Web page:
Canadian Employment Law Today

October 01, 2014

Focuses on human resources law from a business perspective, featuring news and cases from the courts, in-depth articles on legal trends and insights from top employment lawyers across Canada.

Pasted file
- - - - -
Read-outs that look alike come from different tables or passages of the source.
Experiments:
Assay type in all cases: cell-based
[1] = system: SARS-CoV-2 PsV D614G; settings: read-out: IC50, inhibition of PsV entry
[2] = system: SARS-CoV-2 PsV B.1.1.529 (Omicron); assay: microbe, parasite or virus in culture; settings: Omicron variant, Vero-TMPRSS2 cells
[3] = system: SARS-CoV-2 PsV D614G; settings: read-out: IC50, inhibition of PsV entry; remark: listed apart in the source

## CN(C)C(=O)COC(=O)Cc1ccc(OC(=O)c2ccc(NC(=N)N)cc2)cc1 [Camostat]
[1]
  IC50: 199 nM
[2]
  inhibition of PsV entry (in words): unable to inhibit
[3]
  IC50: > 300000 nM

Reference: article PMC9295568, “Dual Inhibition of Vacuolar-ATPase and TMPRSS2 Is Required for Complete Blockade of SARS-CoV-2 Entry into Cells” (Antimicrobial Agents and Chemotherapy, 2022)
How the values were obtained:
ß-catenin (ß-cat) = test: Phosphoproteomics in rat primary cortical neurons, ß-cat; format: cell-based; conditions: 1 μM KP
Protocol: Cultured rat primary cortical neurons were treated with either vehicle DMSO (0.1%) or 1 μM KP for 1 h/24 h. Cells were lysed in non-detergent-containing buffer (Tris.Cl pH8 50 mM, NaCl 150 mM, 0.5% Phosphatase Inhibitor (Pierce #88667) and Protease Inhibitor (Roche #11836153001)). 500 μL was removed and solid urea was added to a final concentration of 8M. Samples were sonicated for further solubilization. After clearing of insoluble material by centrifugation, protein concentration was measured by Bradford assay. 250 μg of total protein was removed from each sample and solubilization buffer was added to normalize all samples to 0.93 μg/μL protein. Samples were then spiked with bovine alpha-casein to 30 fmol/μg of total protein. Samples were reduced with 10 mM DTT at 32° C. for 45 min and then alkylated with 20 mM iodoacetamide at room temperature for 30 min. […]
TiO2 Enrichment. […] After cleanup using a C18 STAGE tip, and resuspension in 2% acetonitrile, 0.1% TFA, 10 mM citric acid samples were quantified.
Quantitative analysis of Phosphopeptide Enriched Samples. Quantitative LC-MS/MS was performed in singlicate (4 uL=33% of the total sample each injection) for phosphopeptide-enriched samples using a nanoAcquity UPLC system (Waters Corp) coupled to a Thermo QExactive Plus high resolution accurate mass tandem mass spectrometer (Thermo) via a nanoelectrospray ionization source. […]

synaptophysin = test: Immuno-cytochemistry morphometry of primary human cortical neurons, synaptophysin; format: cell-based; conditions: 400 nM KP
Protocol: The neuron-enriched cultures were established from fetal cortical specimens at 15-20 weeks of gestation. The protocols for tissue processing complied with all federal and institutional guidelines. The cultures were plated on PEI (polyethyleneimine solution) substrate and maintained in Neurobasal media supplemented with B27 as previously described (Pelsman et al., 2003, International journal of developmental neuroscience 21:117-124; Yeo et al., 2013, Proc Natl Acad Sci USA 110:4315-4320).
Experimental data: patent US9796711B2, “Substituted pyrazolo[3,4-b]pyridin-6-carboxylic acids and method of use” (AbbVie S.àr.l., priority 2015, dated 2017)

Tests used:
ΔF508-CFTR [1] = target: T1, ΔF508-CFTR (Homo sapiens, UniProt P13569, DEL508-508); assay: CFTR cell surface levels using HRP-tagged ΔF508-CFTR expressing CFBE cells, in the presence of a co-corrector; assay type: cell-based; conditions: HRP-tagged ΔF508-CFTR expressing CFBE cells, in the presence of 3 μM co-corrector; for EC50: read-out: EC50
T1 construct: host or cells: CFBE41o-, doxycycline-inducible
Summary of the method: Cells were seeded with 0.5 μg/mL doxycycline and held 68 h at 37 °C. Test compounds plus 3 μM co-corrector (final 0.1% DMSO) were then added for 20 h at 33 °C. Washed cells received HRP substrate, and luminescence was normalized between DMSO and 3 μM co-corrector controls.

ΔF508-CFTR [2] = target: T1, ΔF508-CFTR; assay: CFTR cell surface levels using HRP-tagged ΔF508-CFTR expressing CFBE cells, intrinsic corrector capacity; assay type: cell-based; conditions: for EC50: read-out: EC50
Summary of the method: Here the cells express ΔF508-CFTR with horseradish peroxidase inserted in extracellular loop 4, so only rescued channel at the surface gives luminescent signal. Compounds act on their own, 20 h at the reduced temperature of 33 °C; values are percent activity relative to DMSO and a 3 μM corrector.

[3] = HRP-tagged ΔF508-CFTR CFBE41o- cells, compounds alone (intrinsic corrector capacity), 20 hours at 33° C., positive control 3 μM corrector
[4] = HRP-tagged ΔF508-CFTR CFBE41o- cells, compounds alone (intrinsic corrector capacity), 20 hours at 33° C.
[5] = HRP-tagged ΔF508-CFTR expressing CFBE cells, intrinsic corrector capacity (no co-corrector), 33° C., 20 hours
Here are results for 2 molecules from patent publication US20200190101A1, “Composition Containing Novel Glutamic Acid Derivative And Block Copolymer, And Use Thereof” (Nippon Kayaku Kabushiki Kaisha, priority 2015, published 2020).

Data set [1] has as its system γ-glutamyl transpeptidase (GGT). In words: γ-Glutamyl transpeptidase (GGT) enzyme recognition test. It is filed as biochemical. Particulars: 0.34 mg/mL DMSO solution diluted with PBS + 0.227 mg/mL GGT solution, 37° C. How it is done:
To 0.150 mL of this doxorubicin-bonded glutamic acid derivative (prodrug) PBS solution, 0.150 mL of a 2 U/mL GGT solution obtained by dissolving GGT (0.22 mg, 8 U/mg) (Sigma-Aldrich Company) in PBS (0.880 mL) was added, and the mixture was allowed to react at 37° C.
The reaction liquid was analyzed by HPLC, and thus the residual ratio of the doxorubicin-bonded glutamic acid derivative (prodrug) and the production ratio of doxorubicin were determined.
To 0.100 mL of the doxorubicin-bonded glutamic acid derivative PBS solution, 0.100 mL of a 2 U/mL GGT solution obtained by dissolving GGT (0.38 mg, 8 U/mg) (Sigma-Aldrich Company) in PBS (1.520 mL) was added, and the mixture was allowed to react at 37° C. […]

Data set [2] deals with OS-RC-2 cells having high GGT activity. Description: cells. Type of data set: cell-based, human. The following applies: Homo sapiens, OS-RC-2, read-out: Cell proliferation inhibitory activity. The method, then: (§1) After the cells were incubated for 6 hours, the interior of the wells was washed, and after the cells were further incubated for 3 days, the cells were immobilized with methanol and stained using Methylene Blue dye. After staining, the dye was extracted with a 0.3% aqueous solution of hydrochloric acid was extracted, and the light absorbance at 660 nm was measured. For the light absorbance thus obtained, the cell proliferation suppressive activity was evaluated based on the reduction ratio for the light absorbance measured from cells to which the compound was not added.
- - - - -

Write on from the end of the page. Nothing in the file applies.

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4 Canadian HR Reporter, a Thomson Reuters business 2014 Navigating Ontario's new leaves of absence Three new types of job-protected leave brings total to 10 in Ontario; more help for employees means more work for employers managing absenteeism By PAmELA ChAN m OsT employers familiar with Ontario's Employment Stan- dards Act, 2000 (ESA) under- stand their obligation to provide job- protected leaves of absence to employees under certain circumstances. e legisla- tive amendments to the ESA that are set to take eff ect on Oct. 29, 2014, will require employers to become familiar with three new job-protected leaves — an increase that can add additional organizational and administrative complexity. Currently, the ESA provides the follow- ing seven unpaid job-protected leaves: pregnancy, parental, family medical, or- gan donor, personal emergency, emer- gency and declared emergencies, and reservist leave. With the intention of as- sisting Ontario families, the following un- paid job-protected leaves will be added to the ESA: family caregiver leave, critically ill childcare leave and crime-related child death or disappearance leave. e new leaves will involve various eli- gibility requirements. Family caregiver leave • Employees, regardless of length of service, are entitled to up to eight weeks of unpaid leave per calendar year to provide care and support to a family member with a serious medical condi- tion diagnosed by a qualifi ed health practitioner. • Qualifying family members include: spouse, child, parent, grandchild, sib- ling, or other relative who is dependent on the employee for care or assistance. • e eight-week entitlement can be applied to care for each qualifying family member. • Employees are not required to take this leave in complete weeks. • is leave is to be distinguished from the family medical leave, where an em- ployee may take unpaid time off to care for a family member who has a serious medical condition likely to lead to death. Critically ill childcare leave • Employees employed for at least six con- secutive months are entitled to take an unpaid leave to provide care or support for a critically ill child under the age of 18, if a qualifi ed health practitioner is- sues a certifi cate stating that the child requires the care of a parent and sets out the required period of care. • A critically ill child is defi ned as "a child whose baseline state of health has signifi - cantly changed and whose life is at risk as a result of an illness or injury." • Employees are not required to take this leave in complete weeks. • While an employee is entitled to up to 37 weeks for this leave, the employee is only allowed to take the leave for the period specifi ed in the certifi cate if the period is less than 37 weeks. Crime-related child death and disappearance leave • Employees with at least six consecu- tive months of service will be entitled to up to 104 weeks of unpaid leave if their child — under 18 years of age — dies, and the likely cause of death is related to the commission of a crime. • Employees with at least six consecutive months of service are also entitled to 52 weeks of unpaid leave if their child — un- der 18 years of age — goes missing, and the likely cause of the disappearance is related to the commission of a crime. • Generally, employees must take this leave in complete weeks. • ere is no entitlement to this leave if the employee is charged with the crime or the child is a probable party to the crime. Similar to the existing job-protected leaves under the ESA, employees on these new leaves have certain rights. Specifi - cally, employers must count the time on leave as time served during employment; employers are required to continue mak- ing contributions to existing benefi t plans including pension, life insurance and ex- tended health and dental plans; and em- ployees have a right to be reinstated to their pre-leave position, if it still exists — or a comparable position — at the same rate of pay before the leave or the changed rate, if higher. While the intention to help families by implementing these new leaves is virtu- ous, from an employer's perspective, any leave of absence can become a minefi eld when managing attendance and absentee- ism. With the total number of job-protect- ed leaves under the ESA soon to be 10, all with varying entitlements and eligibility criteria, employers need to carefully navi- gate these leaves in order to avoid expo- sures, including to reprisal and human rights complaints. Tips for managing leaves of absence ere are a range of strategies organiza- tions can employ when navigating job- protected leaves of absence. To minimize the complexity and legal liability, here are some tips and strategies: manage with care. Employers need to be careful of reprisal complaints when con- sidering any action against an employee that is related to the request or use of a job-protected leave —namely, disciplin- ing or terminating an employee for taking a job-protected leave. If employers have an attendance management program, any attendance-related sanctions under these programs should not be applied to From an employer's perspective, any leave of absence can become a minefi eld when managing attendance and absenteeism. CasE in point: EMPLOYMENT STANDARDS Across Canada, legislative changes are increasing the opportunities for employees to take unpaid leaves while ensuring their jobs will be waiting for them when they come back. Ontario in particular has been making it easier for workers to take time off, and the province will soon add several more reasons workers can take a leave from the workplace with the ability to return to work for the same employer. Here's a look at the new leaves that have been added to Ontario's list and strategies employers can use to manage the increasingly complex landscape of job-protected leaves of absence. BACKGROUND